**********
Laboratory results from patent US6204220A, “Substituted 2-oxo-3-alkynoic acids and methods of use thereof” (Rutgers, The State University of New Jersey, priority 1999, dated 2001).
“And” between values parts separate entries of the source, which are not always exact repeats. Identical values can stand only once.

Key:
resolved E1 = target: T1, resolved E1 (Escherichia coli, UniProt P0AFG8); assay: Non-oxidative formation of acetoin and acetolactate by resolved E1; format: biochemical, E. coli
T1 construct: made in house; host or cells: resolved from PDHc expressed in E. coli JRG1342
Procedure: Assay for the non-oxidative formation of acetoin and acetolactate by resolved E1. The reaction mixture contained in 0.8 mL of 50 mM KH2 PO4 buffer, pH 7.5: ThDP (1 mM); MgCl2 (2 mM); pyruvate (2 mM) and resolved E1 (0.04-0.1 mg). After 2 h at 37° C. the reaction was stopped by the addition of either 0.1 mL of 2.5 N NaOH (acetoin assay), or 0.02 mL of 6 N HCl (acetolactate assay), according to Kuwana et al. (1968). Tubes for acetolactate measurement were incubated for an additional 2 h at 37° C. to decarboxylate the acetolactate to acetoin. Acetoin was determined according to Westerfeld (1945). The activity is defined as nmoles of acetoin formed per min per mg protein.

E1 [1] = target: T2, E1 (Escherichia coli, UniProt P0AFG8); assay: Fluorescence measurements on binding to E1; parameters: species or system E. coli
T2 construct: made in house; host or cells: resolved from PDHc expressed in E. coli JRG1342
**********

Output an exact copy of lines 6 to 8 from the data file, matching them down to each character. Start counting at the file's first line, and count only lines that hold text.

Procedure: Assay for the non-oxidative formation of acetoin and acetolactate by resolved E1. The reaction mixture contained in 0.8 mL of 50 mM KH2 PO4 buffer, pH 7.5: ThDP (1 mM); MgCl2 (2 mM); pyruvate (2 mM) and resolved E1 (0.04-0.1 mg). After 2 h at 37° C. the reaction was stopped by the addition of either 0.1 mL of 2.5 N NaOH (acetoin assay), or 0.02 mL of 6 N HCl (acetolactate assay), according to Kuwana et al. (1968). Tubes for acetolactate measurement were incubated for an additional 2 h at 37° C. to decarboxylate the acetolactate to acetoin. Acetoin was determined according to Westerfeld (1945). The activity is defined as nmoles of acetoin formed per min per mg protein.

E1 [1] = target: T2, E1 (Escherichia coli, UniProt P0AFG8); assay: Fluorescence measurements on binding to E1; parameters: species or system E. coli
T2 construct: made in house; host or cells: resolved from PDHc expressed in E. coli JRG1342